My Body is NOT Your Business
Yesterday, I was pulled aside at church. After lowering their voice, my fellow member asked how much weight I had lost. I responded, saying that I had lost about 35 pounds since 2010. He replied and said “I glad you lost the weight, you getting well...you know...”
Yes, I do....you wanted to say fat.
My utter disdain for volunteered discussion of my body has not faded with with the growth of my confidence, and I believe it never will. From years of being “chubbier” than one side of the family (my mother’s) and “skinnier” than the other, I have been exposed to a lifetime of body comments. “Cenetta, you keep eating like that, you’re gonna be looking like your aunts” or “Cenetta, you haven’t eaten very much, you’re so small.”. After experiencing the pressure from my family to be a certain size for so long, I grew self-conscious of my body.
From family, to random happenstances, like a Russian ballet teacher, who pointed out “flaws” like a bigger butt than the rest of my naturally thin dancers, or a tailor telling me my body wasn’t proportional, it seemed that I was destined to have a noticeably abnormal body. My genetics had given me my mother’s legs and arms, long with thick thighs, and had also given me my father’s sisters’ tendency to put weight on my belly. It became difficult to find jeans that fit properly, or to find shirts that fit my stomach AND my A-cup bra size, and I retreated into clothing that was loose and far too large for me. That trend continued well into college.
While in college, I gained the “Freshman 15” and the “Sophomore 15” and the “Junior 5”, despite being a Dance minor, and being active almost daily. I couldn’t understand why, but in an effort to lose weight, I stopped eating beef and pork. I lost 20 pounds, in 6 months with no other changes. I was proud of myself, yet when I went home, I found that my parents still commented on the things I ate, threatening weight gain. I realized that I had enough.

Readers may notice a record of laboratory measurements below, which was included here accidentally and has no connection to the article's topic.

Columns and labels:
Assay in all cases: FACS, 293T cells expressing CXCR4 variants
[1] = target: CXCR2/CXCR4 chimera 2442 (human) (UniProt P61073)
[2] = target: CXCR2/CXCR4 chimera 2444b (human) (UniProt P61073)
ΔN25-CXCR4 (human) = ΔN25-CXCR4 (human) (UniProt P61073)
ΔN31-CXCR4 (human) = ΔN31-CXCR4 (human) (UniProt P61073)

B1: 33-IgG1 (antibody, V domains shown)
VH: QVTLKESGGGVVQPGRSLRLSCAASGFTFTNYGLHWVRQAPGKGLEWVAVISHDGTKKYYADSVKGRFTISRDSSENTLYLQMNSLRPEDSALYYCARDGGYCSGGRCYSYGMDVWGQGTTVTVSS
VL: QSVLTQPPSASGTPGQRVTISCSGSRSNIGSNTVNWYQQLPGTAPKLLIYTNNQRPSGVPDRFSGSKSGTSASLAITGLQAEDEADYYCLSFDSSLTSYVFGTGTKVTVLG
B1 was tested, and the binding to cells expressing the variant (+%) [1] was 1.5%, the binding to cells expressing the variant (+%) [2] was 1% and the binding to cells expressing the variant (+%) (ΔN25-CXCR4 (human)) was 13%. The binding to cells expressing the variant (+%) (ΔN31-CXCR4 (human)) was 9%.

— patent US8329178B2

I pulled them both aside and told them that I was aware of the weight I had gained, and that I was doing my best to be healthy, however, my body was (and is) not up for discussion, unless I ask.
To this day, they still make comments, as I am now back to the weight I was before college. I feel far more beautiful now than I ever did. Even though I am still getting used to showing a bit more skin, like wearing bikinis, I love my body, especially because i’ve worked so hard to get it. I am appreciative of my long legs and my thick thighs, and the loose clothing I used to wear, in an attempt to hide my body, has been given to Goodwill.
But my body is STILL nobody’s business. Tell me I look beautiful, but using my weight loss to confirm it, only confirms one thing: Society’s belief that weight is one of many direct ties to beauty. I was beautiful at 165 pounds, and I am beautiful at 132 pounds. It took me a long time to appreciate what many people saw as flaws, but they make me who I am, and I love every pound. Even if I choose to lose them.